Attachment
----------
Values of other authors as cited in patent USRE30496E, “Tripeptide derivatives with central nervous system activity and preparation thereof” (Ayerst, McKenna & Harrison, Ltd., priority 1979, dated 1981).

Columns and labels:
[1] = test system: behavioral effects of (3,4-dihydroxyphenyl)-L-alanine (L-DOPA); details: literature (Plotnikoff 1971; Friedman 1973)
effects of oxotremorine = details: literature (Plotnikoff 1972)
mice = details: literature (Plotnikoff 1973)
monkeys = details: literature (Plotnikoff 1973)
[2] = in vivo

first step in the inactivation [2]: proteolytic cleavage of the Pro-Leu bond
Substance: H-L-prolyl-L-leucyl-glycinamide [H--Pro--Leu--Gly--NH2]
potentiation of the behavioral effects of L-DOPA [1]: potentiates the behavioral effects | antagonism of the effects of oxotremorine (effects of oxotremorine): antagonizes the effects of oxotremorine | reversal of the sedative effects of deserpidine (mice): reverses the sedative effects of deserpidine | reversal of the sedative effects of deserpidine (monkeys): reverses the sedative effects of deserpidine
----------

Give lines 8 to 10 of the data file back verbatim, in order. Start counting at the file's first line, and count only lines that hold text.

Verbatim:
first step in the inactivation [2]: proteolytic cleavage of the Pro-Leu bond
Substance: H-L-prolyl-L-leucyl-glycinamide [H--Pro--Leu--Gly--NH2]
potentiation of the behavioral effects of L-DOPA [1]: potentiates the behavioral effects | antagonism of the effects of oxotremorine (effects of oxotremorine): antagonizes the effects of oxotremorine | reversal of the sedative effects of deserpidine (mice): reverses the sedative effects of deserpidine | reversal of the sedative effects of deserpidine (monkeys): reverses the sedative effects of deserpidine